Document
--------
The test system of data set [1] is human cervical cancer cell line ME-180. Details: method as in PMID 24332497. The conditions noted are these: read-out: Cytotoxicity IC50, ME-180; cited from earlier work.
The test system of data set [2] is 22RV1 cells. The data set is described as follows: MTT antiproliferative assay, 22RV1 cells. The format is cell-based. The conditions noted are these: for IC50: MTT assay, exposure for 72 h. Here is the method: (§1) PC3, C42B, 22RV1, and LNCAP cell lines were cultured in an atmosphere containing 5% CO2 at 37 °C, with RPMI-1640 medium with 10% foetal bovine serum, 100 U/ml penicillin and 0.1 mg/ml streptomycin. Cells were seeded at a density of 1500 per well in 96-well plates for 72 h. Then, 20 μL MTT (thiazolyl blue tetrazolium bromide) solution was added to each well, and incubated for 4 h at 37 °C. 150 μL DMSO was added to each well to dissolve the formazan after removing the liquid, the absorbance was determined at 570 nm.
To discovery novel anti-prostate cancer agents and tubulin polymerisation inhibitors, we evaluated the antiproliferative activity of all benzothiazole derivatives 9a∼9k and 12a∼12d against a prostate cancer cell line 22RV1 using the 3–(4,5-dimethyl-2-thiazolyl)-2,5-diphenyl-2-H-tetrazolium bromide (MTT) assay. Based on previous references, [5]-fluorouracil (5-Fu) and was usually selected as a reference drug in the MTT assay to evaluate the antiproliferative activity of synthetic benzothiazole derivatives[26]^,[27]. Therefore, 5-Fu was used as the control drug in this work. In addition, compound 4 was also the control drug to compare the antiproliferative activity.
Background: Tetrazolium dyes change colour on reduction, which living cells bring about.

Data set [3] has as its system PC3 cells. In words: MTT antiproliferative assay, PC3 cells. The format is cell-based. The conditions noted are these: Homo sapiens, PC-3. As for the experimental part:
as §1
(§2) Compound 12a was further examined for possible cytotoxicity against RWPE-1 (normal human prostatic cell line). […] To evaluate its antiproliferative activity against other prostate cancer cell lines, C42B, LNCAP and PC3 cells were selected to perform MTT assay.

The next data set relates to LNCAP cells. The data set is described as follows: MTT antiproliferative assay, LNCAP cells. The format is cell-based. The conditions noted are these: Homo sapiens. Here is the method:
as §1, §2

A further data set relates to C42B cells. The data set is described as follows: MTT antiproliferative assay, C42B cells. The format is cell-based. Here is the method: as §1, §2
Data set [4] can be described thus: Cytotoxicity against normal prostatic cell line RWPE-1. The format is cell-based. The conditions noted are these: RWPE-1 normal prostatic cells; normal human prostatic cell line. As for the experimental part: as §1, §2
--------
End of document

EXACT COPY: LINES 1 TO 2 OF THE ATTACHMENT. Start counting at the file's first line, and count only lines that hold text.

The test system of data set [1] is human cervical cancer cell line ME-180. Details: method as in PMID 24332497. The conditions noted are these: read-out: Cytotoxicity IC50, ME-180; cited from earlier work.
The test system of data set [2] is 22RV1 cells. The data set is described as follows: MTT antiproliferative assay, 22RV1 cells. The format is cell-based. The conditions noted are these: for IC50: MTT assay, exposure for 72 h. Here is the method: (§1) PC3, C42B, 22RV1, and LNCAP cell lines were cultured in an atmosphere containing 5% CO2 at 37 °C, with RPMI-1640 medium with 10% foetal bovine serum, 100 U/ml penicillin and 0.1 mg/ml streptomycin. Cells were seeded at a density of 1500 per well in 96-well plates for 72 h. Then, 20 μL MTT (thiazolyl blue tetrazolium bromide) solution was added to each well, and incubated for 4 h at 37 °C. 150 μL DMSO was added to each well to dissolve the formazan after removing the liquid, the absorbance was determined at 570 nm.